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Gas Gouging in Danville

DANVILLE --  According to gasbuddy.com the average price of gasoline was $3.66 in Downtown Danville.

Drivers saw prices as high as $3.79.

But in Champaign, the average price was $3.53, causing drivers to wonder if they're being ripped off.

Will Kiger of Tilton says, "Gas prices are always higher here than anywhere else."

Drivers in Danville are curious.

Why is it the price to fuel up can be so drastically different from surrounding areas?

Ward 7 Alderman Steve Foster says, "I was out in Oakwood at the exit, and usually gasoline is higher at the exits.  And, I saw the prices were like three thirty-five and I got back to Danville and they were like three seventy-nine downtown and three fifty-nine was the cheapest I saw as I came up North Vermilion."

Government officials are, once again, hearing complaints about high gas prices.

But the cause is difficult to pin point.

Kiger says, "They always want ten to twenty cents more in Danville for gas which doesn't make any sense."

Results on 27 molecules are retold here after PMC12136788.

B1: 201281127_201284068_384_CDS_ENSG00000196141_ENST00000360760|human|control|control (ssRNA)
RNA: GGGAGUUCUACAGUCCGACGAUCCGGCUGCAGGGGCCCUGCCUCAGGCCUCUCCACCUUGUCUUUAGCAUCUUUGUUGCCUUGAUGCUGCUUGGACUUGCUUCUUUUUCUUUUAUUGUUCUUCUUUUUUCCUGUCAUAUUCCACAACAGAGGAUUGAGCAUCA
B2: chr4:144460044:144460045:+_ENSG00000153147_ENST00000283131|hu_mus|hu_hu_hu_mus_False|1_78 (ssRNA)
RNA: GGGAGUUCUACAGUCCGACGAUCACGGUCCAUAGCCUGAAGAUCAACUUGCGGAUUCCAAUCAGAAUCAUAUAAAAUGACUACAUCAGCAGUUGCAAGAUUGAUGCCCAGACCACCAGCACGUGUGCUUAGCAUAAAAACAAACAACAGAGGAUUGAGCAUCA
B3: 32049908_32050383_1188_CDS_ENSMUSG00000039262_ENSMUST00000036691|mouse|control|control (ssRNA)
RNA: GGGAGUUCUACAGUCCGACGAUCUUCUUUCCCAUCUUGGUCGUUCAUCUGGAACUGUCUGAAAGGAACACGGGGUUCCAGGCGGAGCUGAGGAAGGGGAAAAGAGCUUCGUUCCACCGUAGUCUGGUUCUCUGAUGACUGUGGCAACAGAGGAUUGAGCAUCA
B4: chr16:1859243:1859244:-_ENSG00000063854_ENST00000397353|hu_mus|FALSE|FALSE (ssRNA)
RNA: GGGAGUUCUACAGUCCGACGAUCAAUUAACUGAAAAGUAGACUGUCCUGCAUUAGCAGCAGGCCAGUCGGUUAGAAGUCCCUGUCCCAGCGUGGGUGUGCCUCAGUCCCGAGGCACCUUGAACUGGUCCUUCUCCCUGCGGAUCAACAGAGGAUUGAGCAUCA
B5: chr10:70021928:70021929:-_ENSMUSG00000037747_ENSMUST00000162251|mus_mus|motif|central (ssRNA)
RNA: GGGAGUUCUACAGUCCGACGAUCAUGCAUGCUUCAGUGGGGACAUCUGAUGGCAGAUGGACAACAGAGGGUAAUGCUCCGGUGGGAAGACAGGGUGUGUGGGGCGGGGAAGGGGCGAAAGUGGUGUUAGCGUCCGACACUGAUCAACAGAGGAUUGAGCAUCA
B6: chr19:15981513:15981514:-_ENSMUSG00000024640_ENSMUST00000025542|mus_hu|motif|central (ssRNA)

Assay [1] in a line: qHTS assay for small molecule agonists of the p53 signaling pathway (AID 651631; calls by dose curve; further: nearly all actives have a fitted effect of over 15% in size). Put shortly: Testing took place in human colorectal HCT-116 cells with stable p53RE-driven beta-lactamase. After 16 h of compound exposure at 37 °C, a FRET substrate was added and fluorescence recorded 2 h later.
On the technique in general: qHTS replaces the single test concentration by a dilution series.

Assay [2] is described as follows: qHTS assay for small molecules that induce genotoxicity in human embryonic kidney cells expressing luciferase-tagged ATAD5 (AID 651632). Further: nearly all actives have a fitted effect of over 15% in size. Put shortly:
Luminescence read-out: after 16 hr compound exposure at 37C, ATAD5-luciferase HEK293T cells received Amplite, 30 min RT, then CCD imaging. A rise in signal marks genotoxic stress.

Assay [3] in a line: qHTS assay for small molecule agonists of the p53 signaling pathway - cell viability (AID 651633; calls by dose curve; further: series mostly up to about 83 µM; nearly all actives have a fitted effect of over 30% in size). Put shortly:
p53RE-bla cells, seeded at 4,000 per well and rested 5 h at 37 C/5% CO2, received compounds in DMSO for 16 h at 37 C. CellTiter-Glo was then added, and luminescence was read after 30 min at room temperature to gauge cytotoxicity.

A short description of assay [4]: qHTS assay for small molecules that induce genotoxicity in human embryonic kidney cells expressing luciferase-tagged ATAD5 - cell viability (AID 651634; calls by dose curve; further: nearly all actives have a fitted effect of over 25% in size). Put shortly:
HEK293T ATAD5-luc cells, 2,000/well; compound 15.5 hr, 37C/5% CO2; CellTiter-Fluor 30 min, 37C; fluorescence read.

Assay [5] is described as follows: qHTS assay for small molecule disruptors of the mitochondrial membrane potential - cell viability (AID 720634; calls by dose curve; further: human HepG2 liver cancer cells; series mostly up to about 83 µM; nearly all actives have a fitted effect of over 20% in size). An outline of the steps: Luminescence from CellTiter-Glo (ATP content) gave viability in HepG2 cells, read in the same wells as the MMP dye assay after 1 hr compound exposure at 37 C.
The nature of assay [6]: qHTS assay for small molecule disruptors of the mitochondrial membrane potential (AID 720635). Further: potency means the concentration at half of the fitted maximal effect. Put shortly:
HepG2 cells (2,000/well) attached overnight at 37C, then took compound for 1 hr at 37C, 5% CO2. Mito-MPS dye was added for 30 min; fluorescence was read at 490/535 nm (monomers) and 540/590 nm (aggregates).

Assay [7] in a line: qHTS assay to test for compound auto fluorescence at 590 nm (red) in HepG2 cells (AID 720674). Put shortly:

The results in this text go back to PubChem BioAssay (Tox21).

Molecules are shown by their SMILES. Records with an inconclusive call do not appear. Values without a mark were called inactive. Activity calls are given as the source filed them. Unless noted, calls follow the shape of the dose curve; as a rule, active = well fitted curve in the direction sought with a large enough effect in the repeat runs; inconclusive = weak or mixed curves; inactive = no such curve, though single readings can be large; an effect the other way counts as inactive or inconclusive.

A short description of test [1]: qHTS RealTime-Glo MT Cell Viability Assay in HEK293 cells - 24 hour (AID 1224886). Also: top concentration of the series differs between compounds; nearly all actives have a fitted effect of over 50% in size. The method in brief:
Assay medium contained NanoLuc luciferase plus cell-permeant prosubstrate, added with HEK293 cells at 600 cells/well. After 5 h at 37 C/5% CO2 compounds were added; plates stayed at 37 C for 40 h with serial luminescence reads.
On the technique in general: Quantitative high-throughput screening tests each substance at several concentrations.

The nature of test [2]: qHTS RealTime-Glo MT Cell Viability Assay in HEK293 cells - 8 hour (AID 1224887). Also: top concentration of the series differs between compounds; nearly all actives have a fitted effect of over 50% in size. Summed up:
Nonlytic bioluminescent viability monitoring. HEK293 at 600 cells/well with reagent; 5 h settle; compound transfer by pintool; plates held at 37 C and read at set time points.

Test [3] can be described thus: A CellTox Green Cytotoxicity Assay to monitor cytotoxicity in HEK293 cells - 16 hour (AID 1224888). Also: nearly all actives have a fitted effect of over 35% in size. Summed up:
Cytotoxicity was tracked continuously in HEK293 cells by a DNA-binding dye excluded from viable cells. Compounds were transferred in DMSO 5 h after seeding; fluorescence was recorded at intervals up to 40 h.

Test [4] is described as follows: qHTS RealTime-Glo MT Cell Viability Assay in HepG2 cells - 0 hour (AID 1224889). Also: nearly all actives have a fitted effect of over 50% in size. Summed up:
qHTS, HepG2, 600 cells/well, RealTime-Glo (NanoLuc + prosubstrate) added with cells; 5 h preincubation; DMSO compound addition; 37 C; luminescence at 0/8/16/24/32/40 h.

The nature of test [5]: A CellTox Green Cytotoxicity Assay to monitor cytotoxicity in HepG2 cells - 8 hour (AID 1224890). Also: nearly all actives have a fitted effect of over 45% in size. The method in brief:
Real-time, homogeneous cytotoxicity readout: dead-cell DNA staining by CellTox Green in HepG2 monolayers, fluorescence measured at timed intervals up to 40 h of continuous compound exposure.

Foster says, "Once again, an enormous difference in just one exit you might say."

Mayor Scott Eisenhauer says yes at times prices seem to be much higher than surrounding communities, but just as often prices are the same or less, adding there is no evidence of price gouging.

City officials site turbulence in the middle east and domestic policy as contributors but add local government contributes to the high prices.

Ward 7 Alderman Bill Black says, "Danville, according to the Legislators Tax Handbook, has the highest city gasoline tax in the state of Illinois, so some of the complaints go right back to government."

That city tax is 6.3 cents a gallon and drivers say they need every cent to get by.

Kiger says, "To make it, everybody wants to go where you get the deal and when you go to gas up, it makes a big difference.  That ten or twenty dollars that you save will put food on the table or even go towards prescriptions or anything like that."

Officials say it is very difficult to prove price gouging.

Prices must be consistently high for one to two months.

Mayor Eisenhauer says the city tracks prices and submits the data to the attorney general.

ABC NewsChannel 15's Heather Good Reports